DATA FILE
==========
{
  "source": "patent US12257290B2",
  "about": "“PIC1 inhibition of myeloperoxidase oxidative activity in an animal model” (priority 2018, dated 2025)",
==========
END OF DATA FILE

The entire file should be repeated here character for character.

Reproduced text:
{
  "source": "patent US12257290B2",
  "about": "“PIC1 inhibition of myeloperoxidase oxidative activity in an animal model” (priority 2018, dated 2025)",